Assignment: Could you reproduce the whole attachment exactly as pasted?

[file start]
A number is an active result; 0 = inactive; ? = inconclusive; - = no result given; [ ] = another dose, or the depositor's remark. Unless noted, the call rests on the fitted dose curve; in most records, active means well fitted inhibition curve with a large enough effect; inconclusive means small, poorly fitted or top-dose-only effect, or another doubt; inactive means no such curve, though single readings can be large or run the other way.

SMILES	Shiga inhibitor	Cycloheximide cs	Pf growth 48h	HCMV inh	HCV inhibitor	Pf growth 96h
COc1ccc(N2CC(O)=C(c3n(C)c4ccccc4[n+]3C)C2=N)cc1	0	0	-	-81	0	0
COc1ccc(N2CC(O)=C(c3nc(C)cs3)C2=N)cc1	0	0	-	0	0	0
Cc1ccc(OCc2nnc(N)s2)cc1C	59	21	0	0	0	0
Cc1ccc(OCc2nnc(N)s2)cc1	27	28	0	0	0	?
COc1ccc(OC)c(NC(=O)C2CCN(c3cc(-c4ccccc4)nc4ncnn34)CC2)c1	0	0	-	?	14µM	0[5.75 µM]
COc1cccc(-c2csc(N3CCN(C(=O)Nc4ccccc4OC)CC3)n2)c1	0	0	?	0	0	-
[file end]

A number is an active result; 0 = inactive; ? = inconclusive; - = no result given; [ ] = another dose, or the depositor's remark. Unless noted, the call rests on the fitted dose curve; in most records, active means well fitted inhibition curve with a large enough effect; inconclusive means small, poorly fitted or top-dose-only effect, or another doubt; inactive means no such curve, though single readings can be large or run the other way.

SMILES	Shiga inhibitor	Cycloheximide cs	Pf growth 48h	HCMV inh	HCV inhibitor	Pf growth 96h
COc1ccc(N2CC(O)=C(c3n(C)c4ccccc4[n+]3C)C2=N)cc1	0	0	-	-81	0	0
COc1ccc(N2CC(O)=C(c3nc(C)cs3)C2=N)cc1	0	0	-	0	0	0
Cc1ccc(OCc2nnc(N)s2)cc1C	59	21	0	0	0	0
Cc1ccc(OCc2nnc(N)s2)cc1	27	28	0	0	0	?
COc1ccc(OC)c(NC(=O)C2CCN(c3cc(-c4ccccc4)nc4ncnn34)CC2)c1	0	0	-	?	14µM	0[5.75 µM]
COc1cccc(-c2csc(N3CCN(C(=O)Nc4ccccc4OC)CC3)n2)c1	0	0	?	0	0	-